Why Consistency Matters
Once you've laid down your rules, do your best to stick to them. "One of the most common blunders in parenting is inconsistency," says Borba. "It sends a mixed message to the child: Sometimes she means it, sometimes she doesn't." And if you let a child get away with breaking a rule once, it's extremely difficult to go back. Denise Mussman of St. Louis learned that lesson the hard way with her 2-year-old, Camille. "She tends to get her way by screaming," Mussman says. "Yesterday, I let her have a cupcake for breakfast, so she wanted one this morning, too."
Of course, being consistent is easier said than done -- especially when it comes to the smaller, non-life-or-death issues. Templin admits there are times when it's easier to bend and let her boys watch extra TV. "If I'm trying to do something -- make dinner or talk on the phone -- and they're watching a show, I tend to overlook it. I know I shouldn't, but sometimes I'm just too tired." She always regrets the aftermath of being inconsistent, however. "Once I've let something slip, it's five times harder to get them to do what I ask the next time." But even if you've been inconsistent in the past, there's always room for improvement. When Mussman finally decided to institute a no screaming rule, she got results. "Now, if Camille is upset and won't stop, she gets a time-out in my home office. She recently started giving herself time-outs -- she gets furious, goes up and shuts the door, and comes out calm and chatty."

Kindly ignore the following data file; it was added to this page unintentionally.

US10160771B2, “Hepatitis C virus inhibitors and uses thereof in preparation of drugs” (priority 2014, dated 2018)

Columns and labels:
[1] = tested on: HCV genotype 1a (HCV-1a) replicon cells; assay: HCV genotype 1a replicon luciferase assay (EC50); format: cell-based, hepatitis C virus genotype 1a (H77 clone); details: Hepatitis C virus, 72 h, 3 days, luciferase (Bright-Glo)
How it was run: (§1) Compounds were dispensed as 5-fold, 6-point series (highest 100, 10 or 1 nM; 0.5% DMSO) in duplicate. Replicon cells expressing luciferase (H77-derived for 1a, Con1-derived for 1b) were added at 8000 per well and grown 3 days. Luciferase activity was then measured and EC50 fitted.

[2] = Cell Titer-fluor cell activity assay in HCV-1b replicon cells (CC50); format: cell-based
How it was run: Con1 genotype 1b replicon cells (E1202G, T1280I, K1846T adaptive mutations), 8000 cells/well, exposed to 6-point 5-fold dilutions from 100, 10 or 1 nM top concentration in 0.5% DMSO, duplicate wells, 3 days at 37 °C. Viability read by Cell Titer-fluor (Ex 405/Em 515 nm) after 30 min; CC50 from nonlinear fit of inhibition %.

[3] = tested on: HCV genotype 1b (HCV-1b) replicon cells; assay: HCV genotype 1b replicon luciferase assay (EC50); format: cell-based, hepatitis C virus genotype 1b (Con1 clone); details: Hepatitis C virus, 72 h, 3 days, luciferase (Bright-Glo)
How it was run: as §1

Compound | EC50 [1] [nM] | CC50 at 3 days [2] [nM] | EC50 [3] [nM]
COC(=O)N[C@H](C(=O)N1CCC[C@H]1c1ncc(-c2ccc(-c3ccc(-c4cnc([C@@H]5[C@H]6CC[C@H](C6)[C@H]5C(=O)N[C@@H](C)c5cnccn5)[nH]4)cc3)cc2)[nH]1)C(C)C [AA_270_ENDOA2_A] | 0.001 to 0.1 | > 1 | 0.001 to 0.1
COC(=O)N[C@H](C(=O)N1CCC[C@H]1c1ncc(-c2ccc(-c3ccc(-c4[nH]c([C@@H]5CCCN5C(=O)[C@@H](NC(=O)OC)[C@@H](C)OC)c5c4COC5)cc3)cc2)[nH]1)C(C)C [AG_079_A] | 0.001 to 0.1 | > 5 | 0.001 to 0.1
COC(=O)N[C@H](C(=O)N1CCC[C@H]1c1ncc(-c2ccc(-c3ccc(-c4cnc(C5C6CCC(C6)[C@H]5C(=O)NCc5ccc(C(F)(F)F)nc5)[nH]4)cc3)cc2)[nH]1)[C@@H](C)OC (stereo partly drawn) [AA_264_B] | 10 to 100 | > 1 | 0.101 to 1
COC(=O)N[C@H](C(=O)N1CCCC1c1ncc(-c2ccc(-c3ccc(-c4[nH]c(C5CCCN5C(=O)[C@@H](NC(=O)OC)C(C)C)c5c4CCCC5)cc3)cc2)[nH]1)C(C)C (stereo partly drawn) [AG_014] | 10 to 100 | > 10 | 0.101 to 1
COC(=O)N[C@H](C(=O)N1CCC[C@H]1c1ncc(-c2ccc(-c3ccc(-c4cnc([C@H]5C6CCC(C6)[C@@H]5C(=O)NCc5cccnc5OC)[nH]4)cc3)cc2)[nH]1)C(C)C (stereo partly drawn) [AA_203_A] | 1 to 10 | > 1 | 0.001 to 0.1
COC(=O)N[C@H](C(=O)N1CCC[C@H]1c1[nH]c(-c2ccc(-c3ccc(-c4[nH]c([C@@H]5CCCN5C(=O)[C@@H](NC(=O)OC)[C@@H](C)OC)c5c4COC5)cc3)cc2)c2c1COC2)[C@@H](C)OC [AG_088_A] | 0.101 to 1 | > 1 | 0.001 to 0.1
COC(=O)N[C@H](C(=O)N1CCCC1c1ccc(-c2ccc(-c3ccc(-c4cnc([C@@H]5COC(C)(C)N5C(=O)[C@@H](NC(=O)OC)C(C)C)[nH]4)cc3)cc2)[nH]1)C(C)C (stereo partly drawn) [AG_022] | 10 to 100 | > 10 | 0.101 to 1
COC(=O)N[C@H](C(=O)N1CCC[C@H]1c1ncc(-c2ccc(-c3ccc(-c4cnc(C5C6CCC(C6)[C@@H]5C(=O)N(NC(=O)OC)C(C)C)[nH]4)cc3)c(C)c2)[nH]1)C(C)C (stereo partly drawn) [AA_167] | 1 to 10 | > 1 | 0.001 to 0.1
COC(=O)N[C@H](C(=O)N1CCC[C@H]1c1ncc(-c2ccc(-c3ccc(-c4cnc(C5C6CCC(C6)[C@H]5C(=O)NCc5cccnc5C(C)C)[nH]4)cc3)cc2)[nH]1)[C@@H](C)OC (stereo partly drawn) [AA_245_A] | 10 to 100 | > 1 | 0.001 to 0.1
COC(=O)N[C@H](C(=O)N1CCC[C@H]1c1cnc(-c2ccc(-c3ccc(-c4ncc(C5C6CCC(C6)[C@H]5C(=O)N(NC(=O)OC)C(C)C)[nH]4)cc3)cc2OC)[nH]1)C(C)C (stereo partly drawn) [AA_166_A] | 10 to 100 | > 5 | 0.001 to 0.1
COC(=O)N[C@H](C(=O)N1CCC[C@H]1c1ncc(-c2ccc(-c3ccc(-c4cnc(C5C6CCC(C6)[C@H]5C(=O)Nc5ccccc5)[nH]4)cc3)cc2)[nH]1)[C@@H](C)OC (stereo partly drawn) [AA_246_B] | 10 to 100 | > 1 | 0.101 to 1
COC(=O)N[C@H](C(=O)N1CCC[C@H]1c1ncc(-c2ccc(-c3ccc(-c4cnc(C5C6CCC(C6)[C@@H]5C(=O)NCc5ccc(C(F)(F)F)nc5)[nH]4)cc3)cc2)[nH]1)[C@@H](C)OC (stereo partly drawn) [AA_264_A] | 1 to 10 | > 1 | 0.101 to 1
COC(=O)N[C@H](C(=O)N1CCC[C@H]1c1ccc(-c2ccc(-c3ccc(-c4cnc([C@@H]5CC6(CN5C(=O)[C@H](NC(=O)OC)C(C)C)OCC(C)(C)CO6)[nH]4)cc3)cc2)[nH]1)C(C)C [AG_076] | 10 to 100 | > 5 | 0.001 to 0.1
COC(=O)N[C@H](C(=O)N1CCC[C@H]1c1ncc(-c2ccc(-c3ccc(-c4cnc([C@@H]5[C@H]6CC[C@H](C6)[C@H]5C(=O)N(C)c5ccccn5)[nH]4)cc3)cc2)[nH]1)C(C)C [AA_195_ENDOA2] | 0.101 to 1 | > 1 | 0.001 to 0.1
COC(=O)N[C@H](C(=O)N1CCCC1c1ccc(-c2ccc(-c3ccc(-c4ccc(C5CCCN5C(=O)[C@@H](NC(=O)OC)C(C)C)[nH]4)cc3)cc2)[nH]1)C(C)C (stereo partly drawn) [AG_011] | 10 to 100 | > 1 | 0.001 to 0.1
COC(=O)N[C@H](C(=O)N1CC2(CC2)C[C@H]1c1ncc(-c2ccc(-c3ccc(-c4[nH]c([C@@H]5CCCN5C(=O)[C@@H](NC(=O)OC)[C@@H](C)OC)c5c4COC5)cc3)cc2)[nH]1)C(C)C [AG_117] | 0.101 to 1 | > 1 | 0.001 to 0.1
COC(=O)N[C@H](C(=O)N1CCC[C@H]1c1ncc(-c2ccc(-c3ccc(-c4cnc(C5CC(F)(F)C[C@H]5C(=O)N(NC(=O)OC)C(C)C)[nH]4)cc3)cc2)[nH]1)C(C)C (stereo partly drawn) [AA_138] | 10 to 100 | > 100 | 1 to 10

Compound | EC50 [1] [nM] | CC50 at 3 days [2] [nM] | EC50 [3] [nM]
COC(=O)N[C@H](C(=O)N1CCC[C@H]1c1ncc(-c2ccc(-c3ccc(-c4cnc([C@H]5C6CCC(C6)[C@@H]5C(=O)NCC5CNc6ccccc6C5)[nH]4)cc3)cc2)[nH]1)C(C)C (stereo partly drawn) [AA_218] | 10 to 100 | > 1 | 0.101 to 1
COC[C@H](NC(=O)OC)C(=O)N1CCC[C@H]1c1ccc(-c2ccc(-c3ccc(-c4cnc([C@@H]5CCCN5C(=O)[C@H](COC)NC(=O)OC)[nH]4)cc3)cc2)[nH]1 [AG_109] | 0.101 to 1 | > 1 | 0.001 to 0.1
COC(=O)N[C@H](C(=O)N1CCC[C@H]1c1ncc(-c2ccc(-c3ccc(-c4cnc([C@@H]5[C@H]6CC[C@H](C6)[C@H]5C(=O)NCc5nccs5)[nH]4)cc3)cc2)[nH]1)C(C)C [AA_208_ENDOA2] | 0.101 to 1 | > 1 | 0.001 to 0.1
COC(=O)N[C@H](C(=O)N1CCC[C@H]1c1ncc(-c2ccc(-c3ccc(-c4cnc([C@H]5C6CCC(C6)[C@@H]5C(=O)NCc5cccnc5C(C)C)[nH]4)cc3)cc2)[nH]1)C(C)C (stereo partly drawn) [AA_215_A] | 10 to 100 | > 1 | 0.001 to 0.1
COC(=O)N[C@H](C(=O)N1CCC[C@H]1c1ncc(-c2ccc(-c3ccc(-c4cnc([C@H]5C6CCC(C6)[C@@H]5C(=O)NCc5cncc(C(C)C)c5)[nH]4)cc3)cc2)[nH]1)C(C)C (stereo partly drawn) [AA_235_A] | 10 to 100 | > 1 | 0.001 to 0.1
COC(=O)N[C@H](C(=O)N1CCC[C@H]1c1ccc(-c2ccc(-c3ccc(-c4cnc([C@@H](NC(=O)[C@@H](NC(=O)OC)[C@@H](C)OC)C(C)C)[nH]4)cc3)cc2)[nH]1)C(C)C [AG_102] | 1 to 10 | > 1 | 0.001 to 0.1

Even though following through can be draining, the ground rules you lay now will continue to affect your kids for years to come. "Parents don't always think about the long-range goals," says Alan Greene, MD, a pediatrician and faculty member at Stanford University School of Medicine. "You really want to teach them to make wise decisions, rather than just to obey the rules by rote. What they learn now will carry through to the teen years and beyond."
Charlotte Latvala, a mother of three, lives in Sewickley, Pennsylvania.
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